HSM (Hardware Security Module) is a device specially designed for safeguarding digital keys.
Data security is a comprehensive topic which is becoming increasingly popular among organizations, regardless of their size and business focus, following the announcement and imminent implementation of the GDPR (Global Data Protection Regulation). There is no wand for companies to wield and magically comply with new regulation, however according to recommendations given by GDPR’s creators, encryption seems to be the simplest method for keeping up with a large part of regulatory requirements and establishing data security.
GDPR guidelines repeatedly highlight encryption as an example of good practice and it’s the only technology, alongside pseudonymising and strong authentication, specifically mentioned in the regulation. However, encryption is never described as mandatory, more as a guideline, though it should come as no surprise that the first question any competent agency will ask when data theft occurs is: “Why wasn’t this information encrypted?”. Why is data encryption essential? Although data may be stolen, it is not readable and cannot be used.
Encryption is a complex issue depending on the type of data being encrypted (static or mobile, structured or unstructured, etc.). We’ve already covered some of these topics on our blog, however we should note that encryption is not an overly complex requirement because it is often implemented by checking a single option in a menu. What you should pay extra attention is how to properly manage the encryption process, i.e. digital keys used for encrypting data.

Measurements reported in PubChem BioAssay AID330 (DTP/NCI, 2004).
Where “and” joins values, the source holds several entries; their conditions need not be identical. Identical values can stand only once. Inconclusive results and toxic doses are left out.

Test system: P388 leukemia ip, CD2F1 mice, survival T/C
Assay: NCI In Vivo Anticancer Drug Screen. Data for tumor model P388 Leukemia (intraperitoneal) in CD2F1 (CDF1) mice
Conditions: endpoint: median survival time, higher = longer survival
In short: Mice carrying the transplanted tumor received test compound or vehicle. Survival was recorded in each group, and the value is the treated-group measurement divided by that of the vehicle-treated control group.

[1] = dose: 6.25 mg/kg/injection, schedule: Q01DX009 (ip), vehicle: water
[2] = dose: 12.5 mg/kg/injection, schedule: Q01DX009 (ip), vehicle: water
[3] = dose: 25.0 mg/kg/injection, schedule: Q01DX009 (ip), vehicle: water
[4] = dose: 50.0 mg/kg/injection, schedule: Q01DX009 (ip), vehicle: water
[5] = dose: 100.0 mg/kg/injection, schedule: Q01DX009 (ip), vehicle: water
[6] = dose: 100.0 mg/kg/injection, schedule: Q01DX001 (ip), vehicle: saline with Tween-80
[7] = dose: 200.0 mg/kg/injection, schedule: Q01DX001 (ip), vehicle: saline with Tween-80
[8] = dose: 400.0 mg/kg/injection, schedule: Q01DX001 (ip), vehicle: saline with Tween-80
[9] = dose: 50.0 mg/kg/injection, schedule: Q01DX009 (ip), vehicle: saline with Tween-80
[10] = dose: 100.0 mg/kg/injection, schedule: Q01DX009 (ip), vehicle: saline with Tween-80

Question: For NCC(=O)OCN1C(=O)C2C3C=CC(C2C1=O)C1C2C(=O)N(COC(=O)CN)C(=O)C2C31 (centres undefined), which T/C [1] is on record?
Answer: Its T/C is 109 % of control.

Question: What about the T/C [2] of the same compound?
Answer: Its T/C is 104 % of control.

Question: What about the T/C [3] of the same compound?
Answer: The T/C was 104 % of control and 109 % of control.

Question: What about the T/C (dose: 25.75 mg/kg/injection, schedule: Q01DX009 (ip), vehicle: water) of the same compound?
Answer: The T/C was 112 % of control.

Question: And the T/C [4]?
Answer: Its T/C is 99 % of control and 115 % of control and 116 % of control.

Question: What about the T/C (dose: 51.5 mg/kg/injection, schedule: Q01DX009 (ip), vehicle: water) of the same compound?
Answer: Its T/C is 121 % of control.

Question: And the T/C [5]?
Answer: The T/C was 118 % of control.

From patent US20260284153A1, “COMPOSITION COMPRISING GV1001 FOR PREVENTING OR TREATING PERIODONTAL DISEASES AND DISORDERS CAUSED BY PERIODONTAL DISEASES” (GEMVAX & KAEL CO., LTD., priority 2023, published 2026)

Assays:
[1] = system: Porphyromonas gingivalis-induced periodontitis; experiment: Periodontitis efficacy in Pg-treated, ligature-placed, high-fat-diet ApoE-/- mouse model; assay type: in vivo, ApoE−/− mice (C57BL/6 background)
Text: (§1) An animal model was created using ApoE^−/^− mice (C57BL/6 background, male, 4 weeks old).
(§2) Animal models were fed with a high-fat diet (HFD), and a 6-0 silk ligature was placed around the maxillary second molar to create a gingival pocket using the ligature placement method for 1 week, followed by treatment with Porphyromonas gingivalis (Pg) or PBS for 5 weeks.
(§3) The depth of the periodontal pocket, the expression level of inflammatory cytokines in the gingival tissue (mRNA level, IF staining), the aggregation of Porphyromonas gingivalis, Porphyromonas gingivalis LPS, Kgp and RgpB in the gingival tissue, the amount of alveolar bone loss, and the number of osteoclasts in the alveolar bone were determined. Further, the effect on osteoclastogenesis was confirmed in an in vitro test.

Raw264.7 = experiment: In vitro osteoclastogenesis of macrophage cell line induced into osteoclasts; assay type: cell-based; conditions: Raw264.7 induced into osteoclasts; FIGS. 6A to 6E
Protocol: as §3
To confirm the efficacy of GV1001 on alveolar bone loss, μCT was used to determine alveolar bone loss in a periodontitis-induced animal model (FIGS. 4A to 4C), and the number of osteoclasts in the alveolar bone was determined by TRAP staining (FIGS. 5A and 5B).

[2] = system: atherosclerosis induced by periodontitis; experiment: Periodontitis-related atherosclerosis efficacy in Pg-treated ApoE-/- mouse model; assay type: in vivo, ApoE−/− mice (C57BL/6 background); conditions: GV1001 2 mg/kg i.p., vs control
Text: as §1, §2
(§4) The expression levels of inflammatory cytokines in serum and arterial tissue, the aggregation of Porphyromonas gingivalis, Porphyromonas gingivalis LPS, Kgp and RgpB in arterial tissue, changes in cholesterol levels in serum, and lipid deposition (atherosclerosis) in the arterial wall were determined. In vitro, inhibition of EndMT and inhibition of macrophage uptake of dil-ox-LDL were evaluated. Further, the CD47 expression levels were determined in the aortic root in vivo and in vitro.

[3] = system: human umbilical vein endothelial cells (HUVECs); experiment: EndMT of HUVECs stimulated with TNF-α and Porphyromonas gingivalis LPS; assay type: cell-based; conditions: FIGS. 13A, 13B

One of the prerequisites is to safeguard the keys themselves – HSM helps us to do just that by performing all crypto operations and storing all relevant keys on the device itself. This ensures that the keys never leave HSM. The hardware is specially designed to protect keys and internal storage from any method of theft, and can destroy all sensitive crypto materials before the worst happens.
One interesting development is that recently discovered bugs (Spectre and Meltdown) pose a significant new risk for digital keys stored in various software solutions and “general-purpose” servers. In addition to the fact that parts of such devices vulnerable to attack are incomparably larger than methods used to attack HSMs, some vulnerabilities have been present for many years without being discovered, which poses the question: was someone already aware of these exploits and tried to use them before they were published? One such case happened a few years ago, and was known as the Heartbleed Bug – serious vulnerability in the popular OpenSSL cryptographic software library made it possible to steal private keys from the memory of seemingly protected servers. Keeping your private keys in HSM devices drastically reduces the ability of attackers to decrypt all SSL sessions
In addition to safeguarding encryption keys, managing crypto operations, and ensuring regulatory compliance, HSM can help protect from a number of currently unknown vulnerabilities (such as the examples mentioned above), and thus reduce administrative tasks, forensics, and critical upgrades needed when they are detected.
For more details, feel free to contact us!.